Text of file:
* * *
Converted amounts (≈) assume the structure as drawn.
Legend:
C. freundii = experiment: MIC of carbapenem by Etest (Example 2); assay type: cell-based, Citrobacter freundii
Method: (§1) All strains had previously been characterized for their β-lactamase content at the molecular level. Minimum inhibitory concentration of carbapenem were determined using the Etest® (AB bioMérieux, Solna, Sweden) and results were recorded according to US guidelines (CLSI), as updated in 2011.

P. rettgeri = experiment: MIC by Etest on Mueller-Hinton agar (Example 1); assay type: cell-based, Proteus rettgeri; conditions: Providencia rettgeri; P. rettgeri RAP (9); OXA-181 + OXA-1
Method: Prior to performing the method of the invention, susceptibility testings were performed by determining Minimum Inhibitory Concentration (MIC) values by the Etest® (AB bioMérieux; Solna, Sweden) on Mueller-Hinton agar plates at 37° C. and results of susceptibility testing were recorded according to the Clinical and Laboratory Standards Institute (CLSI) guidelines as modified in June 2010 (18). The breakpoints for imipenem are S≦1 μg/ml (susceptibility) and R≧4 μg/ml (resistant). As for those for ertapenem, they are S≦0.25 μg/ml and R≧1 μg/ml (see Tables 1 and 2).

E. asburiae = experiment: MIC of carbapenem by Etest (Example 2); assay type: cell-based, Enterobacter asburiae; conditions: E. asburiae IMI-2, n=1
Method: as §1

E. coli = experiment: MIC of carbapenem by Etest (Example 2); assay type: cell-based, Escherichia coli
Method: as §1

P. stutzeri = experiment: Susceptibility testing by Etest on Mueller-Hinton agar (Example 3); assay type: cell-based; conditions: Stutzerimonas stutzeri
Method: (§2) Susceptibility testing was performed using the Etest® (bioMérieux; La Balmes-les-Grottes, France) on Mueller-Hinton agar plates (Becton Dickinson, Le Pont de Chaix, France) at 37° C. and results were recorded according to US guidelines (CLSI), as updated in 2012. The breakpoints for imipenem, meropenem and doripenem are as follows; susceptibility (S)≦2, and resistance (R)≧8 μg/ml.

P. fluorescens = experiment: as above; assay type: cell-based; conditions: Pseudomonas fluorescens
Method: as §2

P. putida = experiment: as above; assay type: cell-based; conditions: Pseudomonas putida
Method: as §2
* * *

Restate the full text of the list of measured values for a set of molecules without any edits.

Converted amounts (≈) assume the structure as drawn.
Legend:
C. freundii = experiment: MIC of carbapenem by Etest (Example 2); assay type: cell-based, Citrobacter freundii
Method: (§1) All strains had previously been characterized for their β-lactamase content at the molecular level. Minimum inhibitory concentration of carbapenem were determined using the Etest® (AB bioMérieux, Solna, Sweden) and results were recorded according to US guidelines (CLSI), as updated in 2011.

P. rettgeri = experiment: MIC by Etest on Mueller-Hinton agar (Example 1); assay type: cell-based, Proteus rettgeri; conditions: Providencia rettgeri; P. rettgeri RAP (9); OXA-181 + OXA-1
Method: Prior to performing the method of the invention, susceptibility testings were performed by determining Minimum Inhibitory Concentration (MIC) values by the Etest® (AB bioMérieux; Solna, Sweden) on Mueller-Hinton agar plates at 37° C. and results of susceptibility testing were recorded according to the Clinical and Laboratory Standards Institute (CLSI) guidelines as modified in June 2010 (18). The breakpoints for imipenem are S≦1 μg/ml (susceptibility) and R≧4 μg/ml (resistant). As for those for ertapenem, they are S≦0.25 μg/ml and R≧1 μg/ml (see Tables 1 and 2).

E. asburiae = experiment: MIC of carbapenem by Etest (Example 2); assay type: cell-based, Enterobacter asburiae; conditions: E. asburiae IMI-2, n=1
Method: as §1

E. coli = experiment: MIC of carbapenem by Etest (Example 2); assay type: cell-based, Escherichia coli
Method: as §1

P. stutzeri = experiment: Susceptibility testing by Etest on Mueller-Hinton agar (Example 3); assay type: cell-based; conditions: Stutzerimonas stutzeri
Method: (§2) Susceptibility testing was performed using the Etest® (bioMérieux; La Balmes-les-Grottes, France) on Mueller-Hinton agar plates (Becton Dickinson, Le Pont de Chaix, France) at 37° C. and results were recorded according to US guidelines (CLSI), as updated in 2012. The breakpoints for imipenem, meropenem and doripenem are as follows; susceptibility (S)≦2, and resistance (R)≧8 μg/ml.

P. fluorescens = experiment: as above; assay type: cell-based; conditions: Pseudomonas fluorescens
Method: as §2

P. putida = experiment: as above; assay type: cell-based; conditions: Pseudomonas putida
Method: as §2